26th June 2013
As Mervyn King sat in front of the Treasury select committee for the last time yesterday, the Governor had one very uncomfortable message about interest rates – that many in the UK in their 30s and 40s would be in an unsustainable position if rates were to rise significantly.
It is not that King believes this to be likely any time soon. Indeed he also made it clear that the markets had jumped the gun their reaction to tapering in the US, because in his view, Ben Bernanke was not announcing the end of Q.E.
“Certainly I think the view that we are definitely at the beginning of the end, that we are definitely at the point where we need to raise interest rates, I think is a premature judgment about where we are and no central bank has moved rapidly down that course. The Federal Reserve has merely said that the easing in which it is still engaging may taper at some point depending on economic conditions. People have rather jumped the gun thinking this means an imminent return to normal levels of interest rates. It doesn’t,” he said.
But the key passage was King’s view that homeowners in their 30s and 40s might be in an “unsustainable position” if interest rates return soon to normal levels.
King said: “If there are changes around the world that lead long-term interest rates to go up – it’s unlikely, but if they do go back up quickly – then some of those households will have levels of debt that won’t look so attractive given the new lower level of house prices.”
King was identifying one area, which has mostly escaped the recession and crisis – UK house prices – though some would say that depends where one looks in the country.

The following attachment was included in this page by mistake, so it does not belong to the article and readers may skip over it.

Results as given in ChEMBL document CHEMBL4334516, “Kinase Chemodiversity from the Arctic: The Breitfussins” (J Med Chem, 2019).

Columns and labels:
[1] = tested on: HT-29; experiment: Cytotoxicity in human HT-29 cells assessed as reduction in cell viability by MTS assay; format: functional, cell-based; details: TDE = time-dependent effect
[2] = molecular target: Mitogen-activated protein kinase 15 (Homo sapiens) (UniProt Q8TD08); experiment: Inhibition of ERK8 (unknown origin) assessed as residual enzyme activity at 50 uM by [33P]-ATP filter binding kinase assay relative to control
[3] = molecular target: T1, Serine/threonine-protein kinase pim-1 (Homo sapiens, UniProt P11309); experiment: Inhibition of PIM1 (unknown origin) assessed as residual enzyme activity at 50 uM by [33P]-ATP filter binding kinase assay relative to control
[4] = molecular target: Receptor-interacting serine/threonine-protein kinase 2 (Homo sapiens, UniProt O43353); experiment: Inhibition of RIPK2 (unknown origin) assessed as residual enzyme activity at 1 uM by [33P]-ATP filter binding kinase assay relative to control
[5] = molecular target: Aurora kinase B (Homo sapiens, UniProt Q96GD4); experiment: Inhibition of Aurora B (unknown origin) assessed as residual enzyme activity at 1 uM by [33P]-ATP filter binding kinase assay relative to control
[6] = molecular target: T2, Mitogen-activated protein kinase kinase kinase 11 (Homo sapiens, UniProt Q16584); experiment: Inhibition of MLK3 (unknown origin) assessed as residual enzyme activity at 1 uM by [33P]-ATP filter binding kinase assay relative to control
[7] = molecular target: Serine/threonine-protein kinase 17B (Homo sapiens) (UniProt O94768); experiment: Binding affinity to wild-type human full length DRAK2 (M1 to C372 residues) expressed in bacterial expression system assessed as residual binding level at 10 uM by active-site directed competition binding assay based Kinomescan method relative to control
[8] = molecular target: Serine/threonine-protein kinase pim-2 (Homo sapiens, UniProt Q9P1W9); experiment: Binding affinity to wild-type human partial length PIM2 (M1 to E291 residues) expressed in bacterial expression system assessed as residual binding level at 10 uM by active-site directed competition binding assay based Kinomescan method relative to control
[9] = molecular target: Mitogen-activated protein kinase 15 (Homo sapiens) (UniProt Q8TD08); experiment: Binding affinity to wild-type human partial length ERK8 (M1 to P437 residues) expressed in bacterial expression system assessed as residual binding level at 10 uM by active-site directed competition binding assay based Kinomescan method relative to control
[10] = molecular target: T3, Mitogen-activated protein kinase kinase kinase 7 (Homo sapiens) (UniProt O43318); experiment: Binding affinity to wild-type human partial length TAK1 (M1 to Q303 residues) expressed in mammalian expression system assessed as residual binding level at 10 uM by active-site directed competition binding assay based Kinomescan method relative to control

It remains one of the unspoken concerns about the UK’s financial position that with a huge amount of household as well as government debt, many families remain vulnerable to rate rises.
We also know that we have a lot of borrowers who took out interest only mortgages to get on the housing ladder but who may find it difficult to refinance, and certainly to start building savings in a repayment vehicle if, one day, they are also struggling to meet the interest payments.
All this could be particularly nasty where house prices have fallen precipitously as they have in some parts of the country with Northern Ireland by far the worst region. An unaffordable mortgage and a high percentage of negative equity is a particularly grim prospect for some families. But it also begs the question for the UK more generally – are we postponing a house price contraction with QE and very low interest rates.
We do know that incoming Governor Mark Carney is likely to continue with the low interest policy and with the added possibility of another target such as GDP growth or at particular unemployment level likely to keep rates low for some time to come whatever happens to imported inflation.
That will dismay savers. Borrowers may be glad a day of reckoning has been postponed, but if we do see a recovery, for how long?